However, in the case of experiential, we do not consider it to detract from Christ's dignity that He would learn from, say, His Mother or St. Joseph on that level of knowledge as acquired in the regular human manner (of experiences that encode themselves on the brain, etc).

So I'm not exactly sure why in the "middle" type of knowledge (infused)...we would consider it unfitting for Christ to gain infused knowledge as mediated by angels given that His human soul was of a nature (human) lower than the angels.

"I would stress that it is clear that he is not among the seraphim who praise God day and night without ceasing and who remain in the divine presence always.
Michael is a working angel, a messenger, and thus he deals regularly with the things of this world."

Though, you must also admit that this notion of how the bodiless spirits work is a scholastic construct.

The idea that seraphim cannot preform any external acts or acts in the material world because that would constitute ceasing to be in God's presence or something like that strikes me as unnecessarily "rational." I mean, as Christ Himself said, "I tell you that their angels in heaven always see the face of my Father in heaven."

I'd think a seraphim could deal with the world AND constantly be worshipping God too. I mean, if Saints can still intercede for our prayers (can the seraphim under this model??) I don't see why not exactly.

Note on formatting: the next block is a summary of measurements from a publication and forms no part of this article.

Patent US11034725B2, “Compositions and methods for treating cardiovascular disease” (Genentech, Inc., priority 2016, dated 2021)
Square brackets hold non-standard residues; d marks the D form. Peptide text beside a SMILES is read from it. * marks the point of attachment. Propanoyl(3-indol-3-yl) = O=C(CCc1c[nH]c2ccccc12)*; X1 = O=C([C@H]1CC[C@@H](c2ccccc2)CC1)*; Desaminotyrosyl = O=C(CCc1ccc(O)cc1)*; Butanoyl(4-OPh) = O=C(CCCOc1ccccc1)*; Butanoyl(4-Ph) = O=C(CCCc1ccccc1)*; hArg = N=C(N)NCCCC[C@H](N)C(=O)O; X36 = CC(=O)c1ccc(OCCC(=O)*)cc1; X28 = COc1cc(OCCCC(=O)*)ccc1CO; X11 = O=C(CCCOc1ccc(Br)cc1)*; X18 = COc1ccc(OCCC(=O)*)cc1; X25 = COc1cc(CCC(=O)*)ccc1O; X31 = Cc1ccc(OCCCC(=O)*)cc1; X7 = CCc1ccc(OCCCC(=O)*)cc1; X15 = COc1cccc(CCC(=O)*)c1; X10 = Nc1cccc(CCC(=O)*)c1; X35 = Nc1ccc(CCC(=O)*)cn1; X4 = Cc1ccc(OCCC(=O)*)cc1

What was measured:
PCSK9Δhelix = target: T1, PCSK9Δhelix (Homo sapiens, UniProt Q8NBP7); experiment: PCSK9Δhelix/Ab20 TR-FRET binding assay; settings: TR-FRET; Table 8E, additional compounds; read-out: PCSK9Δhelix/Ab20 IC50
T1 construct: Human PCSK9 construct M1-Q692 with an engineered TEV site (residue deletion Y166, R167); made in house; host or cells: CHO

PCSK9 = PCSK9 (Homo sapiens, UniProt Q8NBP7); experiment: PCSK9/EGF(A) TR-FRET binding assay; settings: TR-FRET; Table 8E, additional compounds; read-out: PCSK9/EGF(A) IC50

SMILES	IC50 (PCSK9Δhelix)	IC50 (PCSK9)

Father Ryan Erlenbush said...

@Seraphim,
You have mentioned a couple times (here and in other comments) a negativity toward the scholastics.

The simple fact is that you can't blame the choirs of angels on the scholastics, it comes from Denys (an easterner) and from Gregory (a westerner).
The idea of the seraphim being dedicated to divine worship is not from the Scholastics, it comes from the Church Fathers.

Chatto said...

Father,

as blunt and triumphant as it was, I think Pete does raise a point that needs an answer. We tend to associate being 'before the face of God' with the Seraphim (rightly or wrongly), yet both St. Raphael and St. Gabriel (in Lk 1) make references to being in the LORD's presence - both say "standing before Him" in the Vulgate, so perhaps Pete's translation is a little freer.

Is it simply a matter of all angels having the beatific vision? Who are these seven angels, who by that signification seem to be in a 'unit' by themselves? Is '7' here merely the biblical sign of fulness i.e. all the angels serve before Him?

Thanks in advance.

A Sinner said...

Yes, but then where did THEY get such an idea?

It certainly doesn't seem to be necessarily implied by Scriptures regarding the offices of the various choirs of angels (though it may be one possible interpretation), and Gregory or Dionysus aren't allowed to just assert things either (though they did).

Pleading Authority is not really an argument if the authority didn't receive any sort of Revelation on the matter; at that point, their guesses are as good as ours, and if there seems to be something screwy about the argument (especially on something as speculative as angelology), there is no reason not to question it at least.

Father Ryan Erlenbush said...

@A Sinner,
You said, "Where did THEY [Denys and Gregory] get such an idea?"
Well, Denys was a mystic (and may have been the disciple of St. Paul).
Gregory was also a mystic and was very clearly led in his theological reasoning by the Holy Spirit (not infallibly in every case, but certainly he was given many insights).
What is more, countless theologians and saints of both East and West have accepted the basic structure of the division of the angelic choirs -- something of the sensus fidei is at work here.